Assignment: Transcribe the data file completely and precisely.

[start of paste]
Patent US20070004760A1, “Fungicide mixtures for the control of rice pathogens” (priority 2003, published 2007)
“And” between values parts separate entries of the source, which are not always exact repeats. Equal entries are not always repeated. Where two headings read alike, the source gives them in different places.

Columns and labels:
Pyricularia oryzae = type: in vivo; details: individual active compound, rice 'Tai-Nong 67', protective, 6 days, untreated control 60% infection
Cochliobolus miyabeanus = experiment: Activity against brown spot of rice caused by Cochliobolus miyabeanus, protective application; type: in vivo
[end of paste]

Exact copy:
Patent US20070004760A1, “Fungicide mixtures for the control of rice pathogens” (priority 2003, published 2007)
“And” between values parts separate entries of the source, which are not always exact repeats. Equal entries are not always repeated. Where two headings read alike, the source gives them in different places.

Columns and labels:
Pyricularia oryzae = type: in vivo; details: individual active compound, rice 'Tai-Nong 67', protective, 6 days, untreated control 60% infection
Cochliobolus miyabeanus = experiment: Activity against brown spot of rice caused by Cochliobolus miyabeanus, protective application; type: in vivo